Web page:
Certified Practicing Speech Pathologist
Meet Rochelle, the newest member of the Box Hill Speech Pathology team. Rochelle joined our clinic in February and has a special interest in helping people who stutter.
Why are you interested in stuttering?
I’ve always wanted to help people who stutter because of its link to mental health. Regardless of how noticeable a stutter is, it affects people’s confidence. Stuttering can cause social anxiety disorders and often contributes to avoidance behaviours, where the person avoids seeing friends, they stop talking at school or refuse to do an oral presentation. Yet we have the ability to help eliminate or reduce stuttering at all stages of a person’s life! Helping someone to improve their life through speech is very fulfilling.
You recently attended a training programme. Can you tell us about that?
I attended training for the Lidcombe Program, run by Dr Simone Arnott. The program is an evidence-based stuttering program for children age two to six years, and is widely used in Australia and across the world.
How is the Lidcombe Program different from other stuttering treatments?
It’s a two-stage behavioural program based on measuring a child’s stutter and administering different verbal contingencies including praise, whereby children are praised for talking smoothly. We don’t change their speech patterns or their speech and language; instead, we make them feel amazing for using smooth words and sentences in conversations.
Why does it have two phases?
Stage one is all about minimising or eliminating the stuttering, and educating parents to independently manage their child’s stuttering. This is the active stage and is then followed by stage 2, which is important for transfer and maintenance.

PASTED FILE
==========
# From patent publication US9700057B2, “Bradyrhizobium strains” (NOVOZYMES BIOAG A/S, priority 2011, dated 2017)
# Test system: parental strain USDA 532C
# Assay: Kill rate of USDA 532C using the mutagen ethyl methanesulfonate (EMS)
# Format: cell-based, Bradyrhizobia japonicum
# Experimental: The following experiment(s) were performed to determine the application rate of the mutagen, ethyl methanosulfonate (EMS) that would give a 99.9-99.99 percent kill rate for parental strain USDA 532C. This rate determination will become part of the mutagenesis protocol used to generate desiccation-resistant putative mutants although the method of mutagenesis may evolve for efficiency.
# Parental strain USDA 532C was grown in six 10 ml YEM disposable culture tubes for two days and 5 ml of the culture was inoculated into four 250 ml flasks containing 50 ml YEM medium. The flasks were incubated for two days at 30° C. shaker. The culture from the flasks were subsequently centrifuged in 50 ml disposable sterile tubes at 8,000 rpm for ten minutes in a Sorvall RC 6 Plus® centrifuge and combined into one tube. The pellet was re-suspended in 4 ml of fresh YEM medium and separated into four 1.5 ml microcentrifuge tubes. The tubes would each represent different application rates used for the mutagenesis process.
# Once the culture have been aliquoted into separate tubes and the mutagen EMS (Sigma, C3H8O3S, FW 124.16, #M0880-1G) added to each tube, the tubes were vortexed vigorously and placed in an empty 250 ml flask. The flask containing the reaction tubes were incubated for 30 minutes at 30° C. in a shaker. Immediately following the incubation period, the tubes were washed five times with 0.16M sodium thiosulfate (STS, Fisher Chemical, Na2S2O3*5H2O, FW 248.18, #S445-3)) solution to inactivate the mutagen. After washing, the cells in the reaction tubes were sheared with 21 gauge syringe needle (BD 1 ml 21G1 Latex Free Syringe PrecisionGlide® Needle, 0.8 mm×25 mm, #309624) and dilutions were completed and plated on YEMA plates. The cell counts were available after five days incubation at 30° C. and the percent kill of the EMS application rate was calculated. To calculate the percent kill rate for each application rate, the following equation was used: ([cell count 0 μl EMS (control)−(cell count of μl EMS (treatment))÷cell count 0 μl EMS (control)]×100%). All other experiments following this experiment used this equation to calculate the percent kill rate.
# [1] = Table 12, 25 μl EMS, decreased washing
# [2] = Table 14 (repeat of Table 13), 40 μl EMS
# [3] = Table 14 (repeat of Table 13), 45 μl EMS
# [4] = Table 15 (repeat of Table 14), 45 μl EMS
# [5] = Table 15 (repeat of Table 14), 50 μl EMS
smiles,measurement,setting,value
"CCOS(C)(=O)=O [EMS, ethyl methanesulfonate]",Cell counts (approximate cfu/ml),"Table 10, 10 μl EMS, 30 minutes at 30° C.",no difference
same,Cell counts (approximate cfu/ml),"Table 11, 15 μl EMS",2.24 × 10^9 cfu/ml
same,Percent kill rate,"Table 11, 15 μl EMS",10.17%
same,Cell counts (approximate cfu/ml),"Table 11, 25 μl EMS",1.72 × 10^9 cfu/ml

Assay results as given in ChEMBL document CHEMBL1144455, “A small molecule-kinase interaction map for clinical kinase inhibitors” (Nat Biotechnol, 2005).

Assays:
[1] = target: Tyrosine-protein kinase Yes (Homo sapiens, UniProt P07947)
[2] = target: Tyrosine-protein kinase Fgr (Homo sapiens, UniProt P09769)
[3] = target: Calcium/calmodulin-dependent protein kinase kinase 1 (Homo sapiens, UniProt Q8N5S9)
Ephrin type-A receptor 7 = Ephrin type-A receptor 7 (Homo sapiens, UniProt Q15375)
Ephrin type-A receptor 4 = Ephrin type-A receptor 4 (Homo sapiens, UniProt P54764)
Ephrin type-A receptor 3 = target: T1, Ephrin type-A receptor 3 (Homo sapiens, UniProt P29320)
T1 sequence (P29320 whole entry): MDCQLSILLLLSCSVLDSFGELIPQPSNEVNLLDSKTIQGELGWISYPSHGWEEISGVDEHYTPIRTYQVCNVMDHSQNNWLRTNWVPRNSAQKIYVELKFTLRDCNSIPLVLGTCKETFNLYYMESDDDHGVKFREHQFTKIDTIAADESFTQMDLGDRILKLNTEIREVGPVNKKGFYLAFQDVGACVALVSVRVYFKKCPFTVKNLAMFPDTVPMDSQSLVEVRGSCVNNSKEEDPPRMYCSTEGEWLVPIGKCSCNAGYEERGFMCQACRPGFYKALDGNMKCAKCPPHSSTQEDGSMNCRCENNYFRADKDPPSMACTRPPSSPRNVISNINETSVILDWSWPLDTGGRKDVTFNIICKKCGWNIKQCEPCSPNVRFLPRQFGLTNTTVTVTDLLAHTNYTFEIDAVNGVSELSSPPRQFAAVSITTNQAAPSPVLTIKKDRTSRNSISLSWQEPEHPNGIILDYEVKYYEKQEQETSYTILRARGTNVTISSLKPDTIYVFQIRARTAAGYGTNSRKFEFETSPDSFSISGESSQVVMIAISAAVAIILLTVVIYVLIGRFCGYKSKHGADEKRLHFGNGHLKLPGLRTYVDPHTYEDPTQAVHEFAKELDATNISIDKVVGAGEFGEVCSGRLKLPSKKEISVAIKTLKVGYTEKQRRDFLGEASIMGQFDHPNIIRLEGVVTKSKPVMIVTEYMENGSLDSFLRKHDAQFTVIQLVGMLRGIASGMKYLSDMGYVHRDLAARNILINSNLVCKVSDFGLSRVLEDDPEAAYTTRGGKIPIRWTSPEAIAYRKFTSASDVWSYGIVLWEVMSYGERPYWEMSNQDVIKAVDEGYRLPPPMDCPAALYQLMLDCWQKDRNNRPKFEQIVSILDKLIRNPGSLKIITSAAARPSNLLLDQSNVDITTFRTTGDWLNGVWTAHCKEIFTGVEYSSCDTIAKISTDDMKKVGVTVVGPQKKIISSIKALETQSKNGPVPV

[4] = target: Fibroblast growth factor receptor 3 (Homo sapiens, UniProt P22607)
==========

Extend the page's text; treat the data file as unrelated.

What role do parents have in this method of stuttering treatment?
The Lidcombe program is essentially a parent-training program. We train, guide and supervise parents to administer this program at home. As Speech Pathologists, we only see a child for 45 minutes a week, so it’s our job to empower parents to carry out this program confidently at home and provide support when it isn’t working correctly.
Is the Lidcombe Program the only stuttering treatment you provide clients?
Definitely not. Each client is assessed individually, and various factors are considered including age, previous treatment, parents preference and the impact that stuttering is having on their daily lives, as well as other factors unique to each client. Then, a Speech Pathologist works out a plan of action together with the family. It could be the Lidcombe Program, or something else. If that plan isn’t yielding the results we want, we adapt the strategy.
Why is it important children are treated at such a young age?
Stuttering becomes more difficult to treat as a child ages, and early action can prevent or lessen the associated effects that stuttering may have on a child’s life.
If treated early, we can improve a child’s ability to form friendships when they start school, give them a better chance at thriving academically and decrease social anxiety issues.
While some stuttering can be naturally eliminated, we can’t predict who those lucky people will be. We also know if a family member stutters, or stuttered in the past, it will be more likely for a child to stutter. And because stuttering can reoccur years later, it’s vital not to wait too long to seek professional support.
It’s also worth noting that young children often don’t remember doing therapy for stuttering, yet they benefit from reduced or eliminated stuttering. That kind of result is highly desirable.